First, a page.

"How was he?"
"Obstinate," Odin said. "Irreverent,"
Frigga found that she had smiled. She had hoped after their last encounter – only two days past – that his time in confinement had finally worn him down. But after seeing him, even only for the first moments of his audience with Odin, she had not expected it.
Odin glanced at her as they walked. "You expected no more from him?"
"I hoped," she said, "But no. Not after seeing him as he entered. He was more docile the last time we spoke."
She remembered him, bent double over his arm, and how tightly he had gripped her hand.
"I will not," Odin said slowly, "have you visit him again."
Sharply, Frigga raised her head. She looked into his face. "You told him this?"
"He is aware."
It had been a long while since Loki's return home. He had given her little reason to believe any of the hopeful things to which she had clung in those first days – that his heart might be clean of the guilt for the actions he had taken. But, he was alive. And, one day, she was sure, they would find a way out of all of this. Peace had all-but returned to the Realms. Thor was set to return within the month.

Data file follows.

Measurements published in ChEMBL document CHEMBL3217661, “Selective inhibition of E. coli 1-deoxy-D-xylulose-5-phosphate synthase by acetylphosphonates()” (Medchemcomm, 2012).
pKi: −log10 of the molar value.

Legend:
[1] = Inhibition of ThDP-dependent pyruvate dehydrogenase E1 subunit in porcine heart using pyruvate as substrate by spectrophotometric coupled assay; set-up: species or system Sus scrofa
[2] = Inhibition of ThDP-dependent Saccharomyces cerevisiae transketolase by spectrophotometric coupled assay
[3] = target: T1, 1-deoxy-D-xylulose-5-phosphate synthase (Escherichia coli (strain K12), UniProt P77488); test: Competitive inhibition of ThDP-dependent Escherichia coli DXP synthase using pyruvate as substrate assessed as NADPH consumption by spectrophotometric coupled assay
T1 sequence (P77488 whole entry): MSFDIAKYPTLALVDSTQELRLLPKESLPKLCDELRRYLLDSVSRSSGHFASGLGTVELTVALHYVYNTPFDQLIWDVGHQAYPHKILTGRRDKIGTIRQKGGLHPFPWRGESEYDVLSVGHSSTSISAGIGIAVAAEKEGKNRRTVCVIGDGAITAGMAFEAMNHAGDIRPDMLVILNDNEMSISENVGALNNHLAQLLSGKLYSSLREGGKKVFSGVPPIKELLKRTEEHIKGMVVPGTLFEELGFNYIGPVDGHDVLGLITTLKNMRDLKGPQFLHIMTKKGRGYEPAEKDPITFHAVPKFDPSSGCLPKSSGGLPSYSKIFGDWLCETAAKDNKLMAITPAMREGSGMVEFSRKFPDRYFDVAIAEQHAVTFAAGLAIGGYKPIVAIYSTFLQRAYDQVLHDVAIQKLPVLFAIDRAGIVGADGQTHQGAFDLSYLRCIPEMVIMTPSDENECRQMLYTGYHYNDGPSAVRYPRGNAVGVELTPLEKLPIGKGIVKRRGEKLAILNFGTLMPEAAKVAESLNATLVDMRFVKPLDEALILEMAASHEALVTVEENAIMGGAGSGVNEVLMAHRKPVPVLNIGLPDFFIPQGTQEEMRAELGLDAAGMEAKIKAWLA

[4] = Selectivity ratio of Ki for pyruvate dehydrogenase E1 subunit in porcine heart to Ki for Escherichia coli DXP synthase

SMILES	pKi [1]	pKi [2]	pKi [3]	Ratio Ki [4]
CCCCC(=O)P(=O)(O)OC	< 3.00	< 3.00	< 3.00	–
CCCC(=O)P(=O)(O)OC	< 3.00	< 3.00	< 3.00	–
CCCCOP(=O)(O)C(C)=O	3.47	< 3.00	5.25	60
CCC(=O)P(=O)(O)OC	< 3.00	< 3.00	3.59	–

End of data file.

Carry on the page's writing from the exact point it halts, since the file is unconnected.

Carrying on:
A year was a long-enough time to come to terms with the new way of things.
For a long moment, she watched her husband.
She had sent some furniture to Loki's cell, and, she thought, perhaps this evening, or tomorrow, she would send some books. She would not have his mind further damaged by his imprisonment, which he decreed to be a long one. He would need things with which to occupy the time, besides rumination on the past and the changing of the guard.
And, she thought with no little satisfaction, she might choose the books.
Perhaps she would send some other things…trifles…something to divert his mind.
Thinking of it, she gave a soft smile. She remembered his preening as a youth and she thought, that, given enough time and so little else upon which to look, seeing the glass, he might – one day – again begin to recognize himself in his reflection.
Then, calmly, she swallowed her thoughts and she nodded her head.
"You have no intention of heeding my words."
She glanced at him, "Did you intend that I should?"
Odin gave a long breath, and she felt his weariness as though it were her own.
"No," he said. "Such will do far more to prove your devotion to him than any words."
Loki had ever been clever with his own tongue, she thought. No wonder he trusted actions above all.
"Better he remember," Odin held his head high, "that he loves you. Even should he hate all others first in order best to recall it."